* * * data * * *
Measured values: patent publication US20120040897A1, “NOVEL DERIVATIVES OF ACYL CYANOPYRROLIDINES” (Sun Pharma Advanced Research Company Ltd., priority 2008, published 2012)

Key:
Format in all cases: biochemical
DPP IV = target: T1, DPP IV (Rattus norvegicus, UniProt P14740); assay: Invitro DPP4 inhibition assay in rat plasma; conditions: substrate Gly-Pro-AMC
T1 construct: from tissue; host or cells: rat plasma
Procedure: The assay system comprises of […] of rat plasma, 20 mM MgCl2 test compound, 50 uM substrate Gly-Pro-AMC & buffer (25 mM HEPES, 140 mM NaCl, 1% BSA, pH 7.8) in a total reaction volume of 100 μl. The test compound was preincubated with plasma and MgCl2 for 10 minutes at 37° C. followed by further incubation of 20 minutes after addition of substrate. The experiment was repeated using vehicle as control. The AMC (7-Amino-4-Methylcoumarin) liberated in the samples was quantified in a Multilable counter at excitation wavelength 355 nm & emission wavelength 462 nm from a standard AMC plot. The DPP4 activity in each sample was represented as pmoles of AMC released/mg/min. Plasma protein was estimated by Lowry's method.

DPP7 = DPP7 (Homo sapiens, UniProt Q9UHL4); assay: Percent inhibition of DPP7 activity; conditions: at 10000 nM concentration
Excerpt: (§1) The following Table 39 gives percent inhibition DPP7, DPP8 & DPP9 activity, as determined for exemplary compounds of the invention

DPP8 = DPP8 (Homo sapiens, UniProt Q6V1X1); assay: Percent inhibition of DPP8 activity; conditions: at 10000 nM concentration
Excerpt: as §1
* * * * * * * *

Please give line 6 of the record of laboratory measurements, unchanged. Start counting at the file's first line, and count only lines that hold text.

Procedure: The assay system comprises of […] of rat plasma, 20 mM MgCl2 test compound, 50 uM substrate Gly-Pro-AMC & buffer (25 mM HEPES, 140 mM NaCl, 1% BSA, pH 7.8) in a total reaction volume of 100 μl. The test compound was preincubated with plasma and MgCl2 for 10 minutes at 37° C. followed by further incubation of 20 minutes after addition of substrate. The experiment was repeated using vehicle as control. The AMC (7-Amino-4-Methylcoumarin) liberated in the samples was quantified in a Multilable counter at excitation wavelength 355 nm & emission wavelength 462 nm from a standard AMC plot. The DPP4 activity in each sample was represented as pmoles of AMC released/mg/min. Plasma protein was estimated by Lowry's method.